"The moment when I decided to launch is a big reason why we are doing so well," Pereira says of the success of her company, now in its second year. Style Mafia's looks are available in boutiques from coast to coast and on stylemafia.us. "It's impossible to not notice that the city has been growing like crazy," she says. "That's why we think it is important to be in it now."
Pereira rooted herself in Miami's fashion scene shortly after crossing the stage with the first graduating class at Ronald W. Reagan High School in Doral. In 2010, an internship at 944 Magazine connected her to a job with Morgans Hotel Group. Pereira began producing visuals for the group and rubbing shoulders with photographers, designers, and other creatives in Miami's fashion industry. Soon after, she started her first fashion blog.
It wasn't long before the clothing resale website Poshmark — also in its infancy — hired her as a brand ambassador. She began selling items from her own wardrobe on the site. Within a month, she had 250,000 subscribers (a number now closer to 500,000). To keep up with demand, she scoured sale racks at local retailers. The items she sold were so popular that it became a full-time job.
With some encouragement from her business-savvy mother, Pereira decided she would rather produce her own looks than continue to sell someone else's. Thus Style Mafia was born.
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Each piece is conceptualized by Pereira, who finds inspiration daily on Instagram from artists such as New York-based photographers Zhenya and Tanya Posternak and architecture firms like Teget. "[My mom] definitely was my mentor and helped me get on my feet," Pereira says. "To this day, she runs the shop."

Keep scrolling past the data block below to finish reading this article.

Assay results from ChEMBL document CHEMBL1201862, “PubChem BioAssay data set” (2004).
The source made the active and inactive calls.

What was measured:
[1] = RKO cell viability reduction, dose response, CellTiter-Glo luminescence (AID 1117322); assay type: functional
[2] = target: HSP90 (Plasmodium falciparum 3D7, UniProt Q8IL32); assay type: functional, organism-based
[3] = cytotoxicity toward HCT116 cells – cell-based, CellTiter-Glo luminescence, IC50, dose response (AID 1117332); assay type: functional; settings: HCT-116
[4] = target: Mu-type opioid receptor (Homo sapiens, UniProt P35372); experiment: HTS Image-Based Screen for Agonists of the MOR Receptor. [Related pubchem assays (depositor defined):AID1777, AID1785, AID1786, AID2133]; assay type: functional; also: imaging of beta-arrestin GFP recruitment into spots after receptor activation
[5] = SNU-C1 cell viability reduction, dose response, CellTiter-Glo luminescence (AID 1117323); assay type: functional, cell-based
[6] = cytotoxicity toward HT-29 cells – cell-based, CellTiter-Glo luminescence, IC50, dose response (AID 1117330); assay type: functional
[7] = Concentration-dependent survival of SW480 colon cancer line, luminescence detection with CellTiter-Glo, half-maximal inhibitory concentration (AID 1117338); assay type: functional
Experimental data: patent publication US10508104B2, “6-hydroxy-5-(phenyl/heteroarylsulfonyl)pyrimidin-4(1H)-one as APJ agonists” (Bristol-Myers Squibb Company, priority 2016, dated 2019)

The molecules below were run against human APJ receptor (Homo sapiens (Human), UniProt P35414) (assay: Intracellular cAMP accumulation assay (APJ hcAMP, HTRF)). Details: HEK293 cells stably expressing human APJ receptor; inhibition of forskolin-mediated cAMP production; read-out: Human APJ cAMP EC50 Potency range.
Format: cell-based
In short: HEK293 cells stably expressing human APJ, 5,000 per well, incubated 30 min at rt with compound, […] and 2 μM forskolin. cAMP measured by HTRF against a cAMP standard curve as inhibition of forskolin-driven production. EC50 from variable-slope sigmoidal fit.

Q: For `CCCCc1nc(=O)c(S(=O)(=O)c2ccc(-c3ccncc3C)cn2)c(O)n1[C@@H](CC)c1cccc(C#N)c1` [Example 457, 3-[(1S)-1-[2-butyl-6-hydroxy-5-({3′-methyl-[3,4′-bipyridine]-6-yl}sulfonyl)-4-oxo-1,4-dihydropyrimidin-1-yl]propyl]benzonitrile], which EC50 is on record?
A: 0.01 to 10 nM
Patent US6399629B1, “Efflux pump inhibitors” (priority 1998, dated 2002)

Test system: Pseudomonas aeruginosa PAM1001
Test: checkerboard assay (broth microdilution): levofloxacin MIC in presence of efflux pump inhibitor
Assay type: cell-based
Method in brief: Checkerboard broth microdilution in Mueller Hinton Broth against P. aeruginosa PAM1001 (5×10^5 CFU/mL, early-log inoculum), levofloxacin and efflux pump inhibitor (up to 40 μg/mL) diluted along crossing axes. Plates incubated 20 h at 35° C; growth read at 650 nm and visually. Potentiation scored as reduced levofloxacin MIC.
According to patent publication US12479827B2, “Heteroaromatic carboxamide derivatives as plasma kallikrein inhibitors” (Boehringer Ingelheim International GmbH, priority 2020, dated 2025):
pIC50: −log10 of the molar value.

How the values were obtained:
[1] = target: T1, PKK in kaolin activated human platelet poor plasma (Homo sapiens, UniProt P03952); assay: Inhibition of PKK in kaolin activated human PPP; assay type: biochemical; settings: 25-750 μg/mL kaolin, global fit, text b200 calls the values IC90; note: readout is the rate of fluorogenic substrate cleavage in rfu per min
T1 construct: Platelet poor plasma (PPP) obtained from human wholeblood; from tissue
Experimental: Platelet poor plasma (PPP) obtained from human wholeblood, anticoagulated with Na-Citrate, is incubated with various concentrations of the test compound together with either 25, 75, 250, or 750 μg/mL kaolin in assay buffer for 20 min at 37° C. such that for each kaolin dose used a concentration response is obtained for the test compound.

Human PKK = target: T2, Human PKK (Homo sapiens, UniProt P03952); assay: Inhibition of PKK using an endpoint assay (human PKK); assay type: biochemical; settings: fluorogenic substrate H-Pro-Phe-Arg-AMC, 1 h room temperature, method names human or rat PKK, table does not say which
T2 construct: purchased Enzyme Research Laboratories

Inside the flagship store at 2324 NW Fifth Ave., shoppers can find everything from cherry-print retro dresses to bad-bitch leather skirt-and-jacket combos. Sequined pieces, see-through tops, and office-friendly blouses hang on the racks. Pereira says of her inventory: "We want to target more people and always keep things that are cool and interesting." And the run of every item is limited to 100, which allows for more creativity in every design (and a lesser chance of seeing someone else wearing the same thing).
To spread the word about the brand, Style Mafia has held pop-ups from the Freehand in Miami Beach to New York's Lower East Side. For Miami Art Week 2015, Style Mafia will host an interactive collaboration with Italian eyewear line Oxydo, with a reception December 1 at the flagship in Wynwood.
"Everything is up for grabs here," Pereira says. I feel like we're determining a new style."